Learning To Love: Exploring Solitude and Freedomby Thomas Merton
Having embraced a life of solitude in his own hermitage, Thomas Merton finds his faith tested beyond his imagination when a visit to the hospital leads to a clandestine affair of the heart. Jolted out of his comfortable routine, Merton is forced to reassess his need for love and his commitment to celibacy and the monastic vocation. This astonishing volume traces… See more details below
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Having embraced a life of solitude in his own hermitage, Thomas Merton finds his faith tested beyond his imagination when a visit to the hospital leads to a clandestine affair of the heart. Jolted out of his comfortable routine, Merton is forced to reassess his need for love and his commitment to celibacy and the monastic vocation. This astonishing volume traces Merton's struggle to reconcile his unexpected love with his sacred vows while continuing to grapple with the burning social issues of the day—including racial conflicts, the war in Vietnam, and the Arab-Israeli conflict—visiting and corresponding with high-profile friends like Thich Nhat Hanh and Joan Baez, and further developing his writing career. Revealing Merton to be 'very human' in his chronicles of the ecstasy and torment of being in love, Learning to Love comes full circle as Merton recommits himself completely and more deeply to his vocation even as he recognizes 'my need for love, my loneliness, my inner division, the struggle in which solitude is at once a problem and a 'solution'. And perhaps not a perfect solution either' (11 May, 1967).
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January 2, 1966. Feast of Holy Name of Jesus
It has been raining steadily for almost 36 hours. This morning toward the end of my meditation the rain was pouring down on the roof of the hermitage with great force and the woods resounded with tons of water falling out of the sky. It was great! A good beginning for a New Year. Yesterday in a lull I was looking across the valley at black wet hills, sharply outlined against the woods, and white patches of water everywhere in the bottoms: a landscape well etched by serious weather.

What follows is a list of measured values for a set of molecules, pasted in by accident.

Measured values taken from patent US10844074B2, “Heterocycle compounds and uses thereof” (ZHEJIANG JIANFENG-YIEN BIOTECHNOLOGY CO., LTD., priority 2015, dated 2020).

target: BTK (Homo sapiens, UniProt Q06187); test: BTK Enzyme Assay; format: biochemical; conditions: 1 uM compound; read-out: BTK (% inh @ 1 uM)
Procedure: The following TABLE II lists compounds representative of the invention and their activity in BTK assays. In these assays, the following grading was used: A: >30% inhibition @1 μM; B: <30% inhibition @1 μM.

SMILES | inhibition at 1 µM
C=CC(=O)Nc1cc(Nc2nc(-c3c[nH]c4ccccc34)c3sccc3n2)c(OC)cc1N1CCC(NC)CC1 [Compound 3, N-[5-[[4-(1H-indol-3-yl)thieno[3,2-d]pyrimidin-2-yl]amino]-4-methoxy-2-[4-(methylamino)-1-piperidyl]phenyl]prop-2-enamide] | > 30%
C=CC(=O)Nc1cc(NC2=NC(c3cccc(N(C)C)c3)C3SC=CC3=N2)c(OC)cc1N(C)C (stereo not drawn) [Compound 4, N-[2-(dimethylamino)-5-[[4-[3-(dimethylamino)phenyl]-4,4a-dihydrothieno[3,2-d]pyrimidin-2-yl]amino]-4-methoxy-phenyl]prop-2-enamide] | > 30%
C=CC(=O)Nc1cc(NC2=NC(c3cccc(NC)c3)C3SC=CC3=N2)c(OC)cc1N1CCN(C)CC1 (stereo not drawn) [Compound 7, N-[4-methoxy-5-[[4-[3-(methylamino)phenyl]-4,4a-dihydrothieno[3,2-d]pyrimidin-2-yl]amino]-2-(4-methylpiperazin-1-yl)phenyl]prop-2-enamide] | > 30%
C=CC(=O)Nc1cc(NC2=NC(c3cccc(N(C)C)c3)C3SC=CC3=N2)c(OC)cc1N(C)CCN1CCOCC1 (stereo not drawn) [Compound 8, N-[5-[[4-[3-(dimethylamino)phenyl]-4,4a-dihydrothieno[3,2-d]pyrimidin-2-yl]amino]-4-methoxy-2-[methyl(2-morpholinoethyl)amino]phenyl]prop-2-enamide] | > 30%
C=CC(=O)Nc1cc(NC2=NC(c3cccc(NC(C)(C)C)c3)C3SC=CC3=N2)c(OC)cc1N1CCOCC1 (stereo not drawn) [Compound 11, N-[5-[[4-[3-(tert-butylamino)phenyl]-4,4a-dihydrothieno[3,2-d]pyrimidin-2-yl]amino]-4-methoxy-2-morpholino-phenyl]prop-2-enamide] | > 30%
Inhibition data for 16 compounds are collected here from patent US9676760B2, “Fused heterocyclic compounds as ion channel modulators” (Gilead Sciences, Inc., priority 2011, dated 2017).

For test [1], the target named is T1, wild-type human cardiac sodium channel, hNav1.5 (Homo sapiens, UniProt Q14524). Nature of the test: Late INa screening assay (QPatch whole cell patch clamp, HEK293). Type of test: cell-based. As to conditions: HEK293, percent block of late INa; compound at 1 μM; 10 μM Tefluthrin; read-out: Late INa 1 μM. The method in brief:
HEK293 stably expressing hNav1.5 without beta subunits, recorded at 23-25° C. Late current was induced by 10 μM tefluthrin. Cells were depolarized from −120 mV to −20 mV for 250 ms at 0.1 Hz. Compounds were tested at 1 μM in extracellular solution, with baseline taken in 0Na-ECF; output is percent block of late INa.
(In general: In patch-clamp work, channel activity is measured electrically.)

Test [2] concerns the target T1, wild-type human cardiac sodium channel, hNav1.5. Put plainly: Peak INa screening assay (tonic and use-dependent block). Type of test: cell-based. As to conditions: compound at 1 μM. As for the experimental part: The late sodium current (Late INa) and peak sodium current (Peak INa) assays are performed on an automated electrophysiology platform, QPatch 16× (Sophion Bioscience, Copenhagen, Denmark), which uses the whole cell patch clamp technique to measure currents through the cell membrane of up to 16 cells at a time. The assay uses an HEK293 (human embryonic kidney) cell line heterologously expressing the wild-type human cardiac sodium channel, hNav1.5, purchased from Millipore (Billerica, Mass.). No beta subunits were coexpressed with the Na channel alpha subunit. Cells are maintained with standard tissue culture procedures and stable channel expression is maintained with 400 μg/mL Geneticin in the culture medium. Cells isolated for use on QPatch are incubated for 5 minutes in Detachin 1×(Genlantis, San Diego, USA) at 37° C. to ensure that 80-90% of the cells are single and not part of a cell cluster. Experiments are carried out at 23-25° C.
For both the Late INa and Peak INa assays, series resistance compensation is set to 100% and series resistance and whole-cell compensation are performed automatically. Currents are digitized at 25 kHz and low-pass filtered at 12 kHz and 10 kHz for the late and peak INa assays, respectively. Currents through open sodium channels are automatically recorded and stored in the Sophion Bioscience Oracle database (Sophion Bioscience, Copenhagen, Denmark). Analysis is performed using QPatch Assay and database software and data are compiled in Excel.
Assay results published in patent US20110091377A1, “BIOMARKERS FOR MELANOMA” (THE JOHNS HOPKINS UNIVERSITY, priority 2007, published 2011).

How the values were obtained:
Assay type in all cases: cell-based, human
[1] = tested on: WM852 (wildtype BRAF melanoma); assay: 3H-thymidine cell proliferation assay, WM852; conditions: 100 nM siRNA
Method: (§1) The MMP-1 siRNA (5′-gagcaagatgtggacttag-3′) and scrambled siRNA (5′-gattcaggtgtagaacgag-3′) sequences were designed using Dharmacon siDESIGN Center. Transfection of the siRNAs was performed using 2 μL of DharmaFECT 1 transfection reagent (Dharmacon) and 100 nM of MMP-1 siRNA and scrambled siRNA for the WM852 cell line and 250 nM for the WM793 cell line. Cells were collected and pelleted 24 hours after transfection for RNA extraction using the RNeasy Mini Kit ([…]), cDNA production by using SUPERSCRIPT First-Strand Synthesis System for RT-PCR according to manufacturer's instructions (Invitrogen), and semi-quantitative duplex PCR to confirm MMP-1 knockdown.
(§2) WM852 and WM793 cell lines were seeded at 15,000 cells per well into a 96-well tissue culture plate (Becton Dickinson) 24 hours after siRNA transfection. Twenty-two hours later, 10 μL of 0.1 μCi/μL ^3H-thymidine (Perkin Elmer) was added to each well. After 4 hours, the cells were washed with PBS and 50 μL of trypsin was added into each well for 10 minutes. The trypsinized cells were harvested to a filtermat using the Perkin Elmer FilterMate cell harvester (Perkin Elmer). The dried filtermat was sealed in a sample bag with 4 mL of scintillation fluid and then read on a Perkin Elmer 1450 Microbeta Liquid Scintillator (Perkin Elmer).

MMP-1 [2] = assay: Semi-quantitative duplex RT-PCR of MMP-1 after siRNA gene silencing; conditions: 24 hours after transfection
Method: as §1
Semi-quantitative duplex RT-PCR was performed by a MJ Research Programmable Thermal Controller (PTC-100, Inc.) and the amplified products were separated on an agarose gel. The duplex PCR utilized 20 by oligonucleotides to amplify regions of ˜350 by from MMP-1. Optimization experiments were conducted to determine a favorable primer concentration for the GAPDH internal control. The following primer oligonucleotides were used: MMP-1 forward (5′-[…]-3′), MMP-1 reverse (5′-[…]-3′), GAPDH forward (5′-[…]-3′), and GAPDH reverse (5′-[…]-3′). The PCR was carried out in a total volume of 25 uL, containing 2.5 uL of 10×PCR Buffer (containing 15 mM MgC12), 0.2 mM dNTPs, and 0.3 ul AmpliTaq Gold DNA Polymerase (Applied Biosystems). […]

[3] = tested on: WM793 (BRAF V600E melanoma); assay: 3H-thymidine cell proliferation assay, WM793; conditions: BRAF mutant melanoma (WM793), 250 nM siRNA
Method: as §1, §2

Working on an essay for Hildegard Goss-Mayr ([for] Der Christ in der Welt). Reading E.A. Burtt's book, sent by him from Cornell -- and galleys of a good book on the Church trans[lated] from Dutch [The Grave of God: Has the Church a Future? New York, 1967]. The author is an Augustinian, R. Adolfs. Still have Endo Mason's excellent book on [Rainer Maria] Rilke and England. Reading Romans in lectio and finding it difficult (chs. 5-6). Finished a curious journalistic book on the liberation of Paris -- a symbolic event! Hitler was set on annihilating the city and his military evaded the order. De Gaulle and the communists, etc. One cannot help admiring de Gaulle, even though he is a stubborn ass. There is something providential about his character. He was just reelected President of France in December. I like him better than Churchill, anyway!
Learning to Love. Copyright © by Thomas Merton. Reprinted by permission of HarperCollins Publishers, Inc. All rights reserved. Available now wherever books are sold.
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Thomas Merton (1915-1968) was a Trappist monk, writer, and peace and civil rights activist. Merton's works have had a profound impact on contemporary religious and philosophical thought. He is best known for his autobiography, The Seven Storey Mountain and New Seeds of Contemplation.
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